Northwest Trade Gun

 

Assembly Tips

 

Assembly for trade gun pic

If you are building or ordering an authentic recreation of a pre 1810 NW Trade Gun here are some tips you’ll need to know.

The North West Trade gun was ordered by the fur trade companies to be built to a standard pattern. They were produced by over 100 companies throughout Europe.

They had a uniquely peculiar way of attaching the tang bolt thru the trigger guard from below and threading into the tang from beneath. The rear of the guard was held with one or two screws. This method was used until well into the 1800’s.

The large trigger was simply pinned in the lock mortice in a narrow slot cut into the stock. The pivot hole was located high, for maximum leverage, as these trade gun locks had a hefty mainspring and a hard pull. The pivot hole went all the way thru to the side plate for removal. A brass wedge was sometimes driven into the wood at the front of the slot to limit trigger movement too far forward. The large trigger allowed a gloved or mittened finger pull and was natural for the natives who were used to a two fingered pull on their bows. These un-plated triggers were the norm until well into the1800’s.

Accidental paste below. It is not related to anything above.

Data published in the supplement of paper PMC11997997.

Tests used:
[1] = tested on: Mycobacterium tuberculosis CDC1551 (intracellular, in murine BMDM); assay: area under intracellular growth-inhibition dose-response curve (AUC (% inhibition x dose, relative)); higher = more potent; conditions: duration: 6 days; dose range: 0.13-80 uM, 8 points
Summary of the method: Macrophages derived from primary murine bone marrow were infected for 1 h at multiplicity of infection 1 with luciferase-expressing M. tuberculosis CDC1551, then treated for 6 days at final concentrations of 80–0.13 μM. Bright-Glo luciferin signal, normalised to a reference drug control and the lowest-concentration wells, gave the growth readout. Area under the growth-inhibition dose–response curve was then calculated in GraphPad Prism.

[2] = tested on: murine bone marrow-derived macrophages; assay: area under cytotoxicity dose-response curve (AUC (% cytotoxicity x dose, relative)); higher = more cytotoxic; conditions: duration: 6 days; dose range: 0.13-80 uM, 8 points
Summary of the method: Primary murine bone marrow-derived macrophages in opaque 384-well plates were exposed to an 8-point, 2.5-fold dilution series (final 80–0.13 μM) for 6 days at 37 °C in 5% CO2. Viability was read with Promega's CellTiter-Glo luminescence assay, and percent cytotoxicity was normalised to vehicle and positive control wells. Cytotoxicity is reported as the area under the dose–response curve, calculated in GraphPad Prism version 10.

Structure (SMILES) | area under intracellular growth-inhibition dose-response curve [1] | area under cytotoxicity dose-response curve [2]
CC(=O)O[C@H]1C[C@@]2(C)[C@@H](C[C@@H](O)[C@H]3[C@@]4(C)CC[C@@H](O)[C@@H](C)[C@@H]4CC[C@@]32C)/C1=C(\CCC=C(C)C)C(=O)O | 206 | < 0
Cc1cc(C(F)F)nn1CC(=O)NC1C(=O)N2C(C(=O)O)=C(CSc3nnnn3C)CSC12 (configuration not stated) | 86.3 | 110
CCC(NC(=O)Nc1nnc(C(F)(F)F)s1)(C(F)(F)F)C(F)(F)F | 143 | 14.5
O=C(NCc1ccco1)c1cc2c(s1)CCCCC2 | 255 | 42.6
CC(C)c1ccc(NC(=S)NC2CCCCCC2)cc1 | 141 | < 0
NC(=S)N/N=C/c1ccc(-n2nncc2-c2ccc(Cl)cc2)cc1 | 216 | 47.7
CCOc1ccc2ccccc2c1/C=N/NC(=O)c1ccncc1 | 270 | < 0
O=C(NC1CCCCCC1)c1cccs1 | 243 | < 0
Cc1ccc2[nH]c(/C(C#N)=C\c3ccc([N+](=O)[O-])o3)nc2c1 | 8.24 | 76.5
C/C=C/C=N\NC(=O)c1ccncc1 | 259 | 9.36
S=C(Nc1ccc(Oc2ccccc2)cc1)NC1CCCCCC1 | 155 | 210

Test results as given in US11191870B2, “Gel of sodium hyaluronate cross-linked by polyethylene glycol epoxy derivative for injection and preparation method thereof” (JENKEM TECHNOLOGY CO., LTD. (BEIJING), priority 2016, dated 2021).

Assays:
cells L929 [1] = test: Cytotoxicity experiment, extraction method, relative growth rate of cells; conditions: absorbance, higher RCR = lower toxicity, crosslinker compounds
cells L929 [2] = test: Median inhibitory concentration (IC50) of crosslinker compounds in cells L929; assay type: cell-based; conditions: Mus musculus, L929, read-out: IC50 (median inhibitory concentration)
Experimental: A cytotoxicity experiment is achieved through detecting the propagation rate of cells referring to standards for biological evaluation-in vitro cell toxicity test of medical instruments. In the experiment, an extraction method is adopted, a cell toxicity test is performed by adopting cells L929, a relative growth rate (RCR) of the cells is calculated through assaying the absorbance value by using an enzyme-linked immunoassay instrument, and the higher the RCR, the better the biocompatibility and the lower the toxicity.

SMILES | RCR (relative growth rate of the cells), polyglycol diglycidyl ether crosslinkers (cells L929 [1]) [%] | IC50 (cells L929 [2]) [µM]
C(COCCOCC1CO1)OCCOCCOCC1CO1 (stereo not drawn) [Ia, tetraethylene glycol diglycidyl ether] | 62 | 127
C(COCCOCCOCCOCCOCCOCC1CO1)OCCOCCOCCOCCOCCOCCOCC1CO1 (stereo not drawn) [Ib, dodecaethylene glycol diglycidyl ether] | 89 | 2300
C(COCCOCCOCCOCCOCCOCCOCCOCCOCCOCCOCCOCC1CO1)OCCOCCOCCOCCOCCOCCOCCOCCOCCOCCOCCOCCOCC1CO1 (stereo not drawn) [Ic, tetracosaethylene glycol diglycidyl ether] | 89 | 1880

The cut sheet brass butt plates were nailed on with square head nails until about the same time. Locks of this period were polished bright and held by three screws.

Most smooth bore barrels were 24 ga. (58 cal smooth) and 36” was the most popular.

Early English trade guns favored the longer barrels of 42-48”.

 Good Luck!